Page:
Location: Troy, NY
Size: 220,000 square feet
Cost: $141 million
Architect of Record
Davis Brody Bond, LLP
Turner Construction Company
The Rensselaer Polytechnic Institute (RPI) of Troy, NY, is a school known for its engineering program, and as such, when it decides to build something, it doesn’t aim for mere functionality. So, it comes as no surprise that the school’s Curtis R. Priem Experimental Media & Performing Arts Center (EMPAC) is a 220,000-square-foot architectural feat—one that conforms to the school’s technical mission by setting precedents for innovative and integrated performance-space design.
Rumblings for the center began in 2001, when RPI sent out a call for submissions and settled on a design by London-based Grimshaw Architects, and ground officially broke in 2003. Because EMPAC was built into a high, steep hillside in a region notorious for “mass wasting” (a geological phenomenon involving slope movement), 215 cable anchors were embedded into the rock to ground the building’s foundation for seismic security. And, to further cushion the building’s acoustically sensitive spaces against unnecessary vibration, springs were embedded in the foundation, and gaps, conceived by Kirkegaard Associates, were added between the ceilings and floors of stacked studios and stage areas. RPS’s students were involved in feasibility studies of certain portions of the project, including the main concert hall’s canvas ceiling.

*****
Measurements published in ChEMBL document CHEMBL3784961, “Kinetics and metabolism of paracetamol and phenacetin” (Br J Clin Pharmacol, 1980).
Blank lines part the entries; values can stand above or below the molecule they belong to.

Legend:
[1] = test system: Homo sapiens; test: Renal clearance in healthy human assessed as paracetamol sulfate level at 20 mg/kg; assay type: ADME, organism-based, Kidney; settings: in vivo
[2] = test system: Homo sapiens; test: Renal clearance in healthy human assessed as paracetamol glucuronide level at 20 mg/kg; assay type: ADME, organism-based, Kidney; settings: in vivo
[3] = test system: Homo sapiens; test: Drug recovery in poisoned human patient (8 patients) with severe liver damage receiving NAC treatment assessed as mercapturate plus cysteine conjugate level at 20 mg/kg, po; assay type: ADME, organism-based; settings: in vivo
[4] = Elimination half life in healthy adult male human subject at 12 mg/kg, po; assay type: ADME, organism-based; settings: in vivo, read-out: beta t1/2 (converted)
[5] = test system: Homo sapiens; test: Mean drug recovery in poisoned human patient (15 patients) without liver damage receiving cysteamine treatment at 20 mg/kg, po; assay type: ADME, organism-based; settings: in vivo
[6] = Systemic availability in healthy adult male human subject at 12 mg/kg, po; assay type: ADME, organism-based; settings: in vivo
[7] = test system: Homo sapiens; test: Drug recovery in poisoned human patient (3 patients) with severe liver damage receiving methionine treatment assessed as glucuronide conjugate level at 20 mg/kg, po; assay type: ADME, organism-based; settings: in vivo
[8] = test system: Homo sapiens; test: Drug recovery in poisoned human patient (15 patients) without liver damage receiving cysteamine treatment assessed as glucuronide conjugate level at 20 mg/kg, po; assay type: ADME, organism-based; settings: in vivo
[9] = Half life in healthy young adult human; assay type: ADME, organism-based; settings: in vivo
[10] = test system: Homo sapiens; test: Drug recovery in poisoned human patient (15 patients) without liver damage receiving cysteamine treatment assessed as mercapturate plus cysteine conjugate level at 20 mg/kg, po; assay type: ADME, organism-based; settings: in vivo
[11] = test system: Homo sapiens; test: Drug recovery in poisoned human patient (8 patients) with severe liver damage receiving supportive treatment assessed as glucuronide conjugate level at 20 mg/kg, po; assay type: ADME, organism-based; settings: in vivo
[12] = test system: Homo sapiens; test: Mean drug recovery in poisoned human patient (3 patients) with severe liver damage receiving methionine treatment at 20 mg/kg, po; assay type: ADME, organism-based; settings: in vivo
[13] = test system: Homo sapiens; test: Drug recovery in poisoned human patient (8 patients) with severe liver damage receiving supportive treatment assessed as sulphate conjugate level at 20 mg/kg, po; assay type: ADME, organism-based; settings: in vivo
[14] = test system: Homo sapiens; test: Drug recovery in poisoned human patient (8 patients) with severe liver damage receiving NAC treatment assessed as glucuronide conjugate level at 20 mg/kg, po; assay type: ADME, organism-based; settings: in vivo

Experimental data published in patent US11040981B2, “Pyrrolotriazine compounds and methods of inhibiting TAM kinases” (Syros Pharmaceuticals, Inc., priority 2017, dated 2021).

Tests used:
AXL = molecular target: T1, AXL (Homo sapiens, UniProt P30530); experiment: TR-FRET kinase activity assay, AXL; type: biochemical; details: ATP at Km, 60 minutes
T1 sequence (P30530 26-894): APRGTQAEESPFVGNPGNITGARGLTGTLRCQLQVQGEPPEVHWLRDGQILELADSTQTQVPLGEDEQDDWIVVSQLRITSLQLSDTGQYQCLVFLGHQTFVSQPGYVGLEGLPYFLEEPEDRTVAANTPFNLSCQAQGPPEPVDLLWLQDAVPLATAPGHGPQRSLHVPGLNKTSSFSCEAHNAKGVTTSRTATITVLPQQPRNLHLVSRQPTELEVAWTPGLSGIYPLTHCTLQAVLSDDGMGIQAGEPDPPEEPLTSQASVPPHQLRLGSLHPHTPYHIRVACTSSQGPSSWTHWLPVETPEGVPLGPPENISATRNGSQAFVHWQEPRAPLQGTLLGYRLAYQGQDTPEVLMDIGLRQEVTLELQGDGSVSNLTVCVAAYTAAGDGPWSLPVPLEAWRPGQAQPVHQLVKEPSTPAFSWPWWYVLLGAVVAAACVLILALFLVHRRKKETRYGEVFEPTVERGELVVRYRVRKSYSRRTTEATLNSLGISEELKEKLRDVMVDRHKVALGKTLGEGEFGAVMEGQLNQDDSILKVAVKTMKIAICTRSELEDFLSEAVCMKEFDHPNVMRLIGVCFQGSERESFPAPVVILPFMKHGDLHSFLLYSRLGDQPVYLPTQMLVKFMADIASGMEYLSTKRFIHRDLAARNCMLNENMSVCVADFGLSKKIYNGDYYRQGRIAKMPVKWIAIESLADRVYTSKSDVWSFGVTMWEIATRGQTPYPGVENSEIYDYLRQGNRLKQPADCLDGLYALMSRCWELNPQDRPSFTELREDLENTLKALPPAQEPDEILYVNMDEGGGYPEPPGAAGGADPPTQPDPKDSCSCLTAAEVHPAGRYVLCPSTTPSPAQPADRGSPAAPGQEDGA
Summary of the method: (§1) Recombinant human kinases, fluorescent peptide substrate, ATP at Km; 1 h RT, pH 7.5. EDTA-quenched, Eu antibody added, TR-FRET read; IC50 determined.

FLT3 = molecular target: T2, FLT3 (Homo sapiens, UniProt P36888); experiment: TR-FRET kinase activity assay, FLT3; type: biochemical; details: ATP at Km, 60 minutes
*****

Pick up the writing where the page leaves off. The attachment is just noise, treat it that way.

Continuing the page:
EMPAC embodies sustainability through features such as energy-efficient lighting, efficient water-usage systems, and an air-handling system that uses reheat coils and variable speed drives. RPI was able to fund its energy-efficiency elements with $440,000 of awarded incentives from the New York State Energy Research and Development Authority, whose New Construction Program provides technical support and financial incentives for the construction of new or substantially renovated structures in the Empire State.
The finished center is shaped to resemble a ship’s wooden hull, and it includes the 1,200-seat hall, a 400-seat theater, and myriad practice spaces and studios. Its north-facing, 300-foot-tall glass entrance façade—heated quietly by a water-glycol mixture that circulates through the windowing’s steel supports—now admits thousands of patrons each week, all of whom get to experience a truly sound structure in all senses of the word.